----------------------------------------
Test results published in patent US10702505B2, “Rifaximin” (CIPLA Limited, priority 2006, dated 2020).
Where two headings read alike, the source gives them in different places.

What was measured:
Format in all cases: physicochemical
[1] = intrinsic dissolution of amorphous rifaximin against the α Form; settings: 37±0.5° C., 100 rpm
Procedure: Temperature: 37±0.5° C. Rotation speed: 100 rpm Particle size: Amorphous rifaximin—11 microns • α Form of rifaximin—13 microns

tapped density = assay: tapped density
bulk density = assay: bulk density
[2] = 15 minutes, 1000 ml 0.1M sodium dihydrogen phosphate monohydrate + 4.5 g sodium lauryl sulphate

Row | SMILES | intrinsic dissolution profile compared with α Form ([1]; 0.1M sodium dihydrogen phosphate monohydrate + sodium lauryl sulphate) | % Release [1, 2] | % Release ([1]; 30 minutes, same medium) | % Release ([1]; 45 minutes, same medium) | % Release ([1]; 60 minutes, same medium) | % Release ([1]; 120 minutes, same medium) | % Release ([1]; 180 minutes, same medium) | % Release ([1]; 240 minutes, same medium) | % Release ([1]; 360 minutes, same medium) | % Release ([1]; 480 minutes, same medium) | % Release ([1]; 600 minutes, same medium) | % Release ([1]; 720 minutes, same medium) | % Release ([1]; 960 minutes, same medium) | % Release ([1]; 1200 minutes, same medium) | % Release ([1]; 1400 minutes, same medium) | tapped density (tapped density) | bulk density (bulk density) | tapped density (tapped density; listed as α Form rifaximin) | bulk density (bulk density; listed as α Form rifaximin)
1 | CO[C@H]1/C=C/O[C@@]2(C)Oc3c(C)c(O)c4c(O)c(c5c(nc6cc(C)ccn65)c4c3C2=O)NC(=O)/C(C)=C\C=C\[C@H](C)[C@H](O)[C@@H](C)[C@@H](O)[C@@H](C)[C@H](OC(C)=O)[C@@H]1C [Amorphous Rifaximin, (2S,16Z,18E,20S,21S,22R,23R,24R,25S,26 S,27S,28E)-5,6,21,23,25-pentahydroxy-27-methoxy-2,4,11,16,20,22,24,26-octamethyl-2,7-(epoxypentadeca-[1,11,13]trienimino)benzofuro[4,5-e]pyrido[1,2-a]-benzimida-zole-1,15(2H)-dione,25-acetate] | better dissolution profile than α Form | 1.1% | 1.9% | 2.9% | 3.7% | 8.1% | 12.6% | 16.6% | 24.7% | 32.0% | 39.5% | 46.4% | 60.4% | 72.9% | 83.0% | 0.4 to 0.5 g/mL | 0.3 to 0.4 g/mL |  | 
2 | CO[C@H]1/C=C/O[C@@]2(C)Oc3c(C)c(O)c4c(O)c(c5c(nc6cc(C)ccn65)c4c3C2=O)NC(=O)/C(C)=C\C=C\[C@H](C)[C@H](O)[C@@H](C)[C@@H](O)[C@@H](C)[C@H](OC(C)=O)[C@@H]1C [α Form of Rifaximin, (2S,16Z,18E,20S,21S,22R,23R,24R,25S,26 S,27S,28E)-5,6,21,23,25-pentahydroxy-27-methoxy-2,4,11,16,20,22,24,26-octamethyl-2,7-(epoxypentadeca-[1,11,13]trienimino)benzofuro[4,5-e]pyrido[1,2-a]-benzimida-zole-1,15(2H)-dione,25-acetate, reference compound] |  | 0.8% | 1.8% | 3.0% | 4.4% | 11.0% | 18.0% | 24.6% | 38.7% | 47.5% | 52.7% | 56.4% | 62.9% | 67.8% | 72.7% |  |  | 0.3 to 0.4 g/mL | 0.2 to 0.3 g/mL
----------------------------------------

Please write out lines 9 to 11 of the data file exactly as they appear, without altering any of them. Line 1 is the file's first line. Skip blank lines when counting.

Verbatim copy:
[2] = 15 minutes, 1000 ml 0.1M sodium dihydrogen phosphate monohydrate + 4.5 g sodium lauryl sulphate

Row | SMILES | intrinsic dissolution profile compared with α Form ([1]; 0.1M sodium dihydrogen phosphate monohydrate + sodium lauryl sulphate) | % Release [1, 2] | % Release ([1]; 30 minutes, same medium) | % Release ([1]; 45 minutes, same medium) | % Release ([1]; 60 minutes, same medium) | % Release ([1]; 120 minutes, same medium) | % Release ([1]; 180 minutes, same medium) | % Release ([1]; 240 minutes, same medium) | % Release ([1]; 360 minutes, same medium) | % Release ([1]; 480 minutes, same medium) | % Release ([1]; 600 minutes, same medium) | % Release ([1]; 720 minutes, same medium) | % Release ([1]; 960 minutes, same medium) | % Release ([1]; 1200 minutes, same medium) | % Release ([1]; 1400 minutes, same medium) | tapped density (tapped density) | bulk density (bulk density) | tapped density (tapped density; listed as α Form rifaximin) | bulk density (bulk density; listed as α Form rifaximin)
1 | CO[C@H]1/C=C/O[C@@]2(C)Oc3c(C)c(O)c4c(O)c(c5c(nc6cc(C)ccn65)c4c3C2=O)NC(=O)/C(C)=C\C=C\[C@H](C)[C@H](O)[C@@H](C)[C@@H](O)[C@@H](C)[C@H](OC(C)=O)[C@@H]1C [Amorphous Rifaximin, (2S,16Z,18E,20S,21S,22R,23R,24R,25S,26 S,27S,28E)-5,6,21,23,25-pentahydroxy-27-methoxy-2,4,11,16,20,22,24,26-octamethyl-2,7-(epoxypentadeca-[1,11,13]trienimino)benzofuro[4,5-e]pyrido[1,2-a]-benzimida-zole-1,15(2H)-dione,25-acetate] | better dissolution profile than α Form | 1.1% | 1.9% | 2.9% | 3.7% | 8.1% | 12.6% | 16.6% | 24.7% | 32.0% | 39.5% | 46.4% | 60.4% | 72.9% | 83.0% | 0.4 to 0.5 g/mL | 0.3 to 0.4 g/mL |  | 